Dealing with Termites Within Your Walls: What is the Best Approach?

Exterminator in factory spraying pesticide with sprayer.

Termites are destructive pests that can invade any home. These pests feed on wood, particularly the wood in your home’s foundation and structure. They can be attacking your home’s wooden structures for years without being noticed. Winged termites swarm in summer to find places to begin a new colony. While various kinds of termites live in Denver, subterranean termites tend to pose the biggest risk. These insects can be found in different wooden parts of your house, including your walls. If you think you have a termite issue, have a Saela Pest expert inspect and treat your home right away. You want to stop termite activity as quickly as possible to prevent them from causing further damage to your house. Keep reading to learn more about handling termite activity within walls:

Do Termites Nest in Walls?

Termites can live and nest within your home’s walls, whether wood is available or not. They burrow into walls and feed on structural wood available beneath the surface. Often, they go undetected by people. All species of termites love dark, damp, secluded spaces close to food and water. 

Signs of Termite Activity in Walls

Below are indications that termites may be nesting and living in your walls:

  • Poorly sealed windows and doors. If your windows and doors are not closing easily anymore, this could mean that termites have compromised them. These pests eat away at the walls’ wooden components, weakening such wooden structures. Such structures become loose over time, which makes it more difficult to open and close your windows and doors.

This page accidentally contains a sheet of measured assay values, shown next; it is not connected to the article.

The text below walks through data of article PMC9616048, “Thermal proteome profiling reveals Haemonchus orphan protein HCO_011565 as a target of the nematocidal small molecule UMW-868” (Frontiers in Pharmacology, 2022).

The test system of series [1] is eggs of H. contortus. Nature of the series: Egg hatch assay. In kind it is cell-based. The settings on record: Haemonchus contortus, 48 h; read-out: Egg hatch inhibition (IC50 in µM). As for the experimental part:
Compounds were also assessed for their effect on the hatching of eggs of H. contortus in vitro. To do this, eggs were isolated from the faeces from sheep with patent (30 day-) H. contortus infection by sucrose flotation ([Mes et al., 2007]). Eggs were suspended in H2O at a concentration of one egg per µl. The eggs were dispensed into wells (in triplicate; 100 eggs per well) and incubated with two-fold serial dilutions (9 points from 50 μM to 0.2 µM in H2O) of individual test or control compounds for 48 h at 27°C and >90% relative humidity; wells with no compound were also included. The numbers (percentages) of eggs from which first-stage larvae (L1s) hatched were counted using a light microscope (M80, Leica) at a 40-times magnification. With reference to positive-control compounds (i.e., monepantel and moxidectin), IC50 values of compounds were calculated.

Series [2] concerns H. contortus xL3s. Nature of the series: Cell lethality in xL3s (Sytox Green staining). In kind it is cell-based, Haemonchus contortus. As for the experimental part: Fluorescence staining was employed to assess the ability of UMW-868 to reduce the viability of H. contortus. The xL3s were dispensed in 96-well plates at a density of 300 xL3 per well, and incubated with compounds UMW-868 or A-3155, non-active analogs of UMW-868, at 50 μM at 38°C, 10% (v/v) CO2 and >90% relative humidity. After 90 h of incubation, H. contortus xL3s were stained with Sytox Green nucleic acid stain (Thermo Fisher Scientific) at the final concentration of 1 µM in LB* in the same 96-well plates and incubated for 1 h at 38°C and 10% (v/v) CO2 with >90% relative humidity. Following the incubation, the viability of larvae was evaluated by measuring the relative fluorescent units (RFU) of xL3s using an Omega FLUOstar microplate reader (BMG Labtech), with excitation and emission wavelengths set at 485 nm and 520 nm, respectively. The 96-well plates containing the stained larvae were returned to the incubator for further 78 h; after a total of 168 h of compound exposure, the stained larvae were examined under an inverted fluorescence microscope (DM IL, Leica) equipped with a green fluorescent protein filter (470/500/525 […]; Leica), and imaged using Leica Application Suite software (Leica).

• Carpenter ants. Carpenter ants are drawn to termites as they feed on their waste. The presence of these ants along the walls could indicate termite activity in them. 
  • Blistered paint. Termites in your walls may travel under the drywall’s surface when they get from point A to point B. Then, they make blistering paint that looks like tiny wall tunnels.
  • Frass piles. Termites produce waste called frass, which is a powdery dust usually found at the base of walls. The presence of frass is a sign of termite damage to your interior walls. 
  • Flying swarms. Winged termites emerge from walls and be in swarms inside your house and near walls. After they come off your walls, they can leave behind shed wings on the floor, on window ledges, or near walls. 
  • Tiny holes. Oblong pinholes in the walls could be the exit holes for swarming termites. Such holes are created as winged termites emerge from the walls to find a suitable place to settle. 

Getting Termites Out of Your Walls

Termites are hard to eliminate, particularly if you have established a big colony. If you suspect that you have a termite issue, consult a pest control expert immediately. If you notice a termite infestation, it may already be well-established. Pest control experts have extensive knowledge of and experience with termite behaviors and habits. They use a multi-prong approach to termite elimination to guarantee the highest quality results without compromising your safety and the integrity of your home.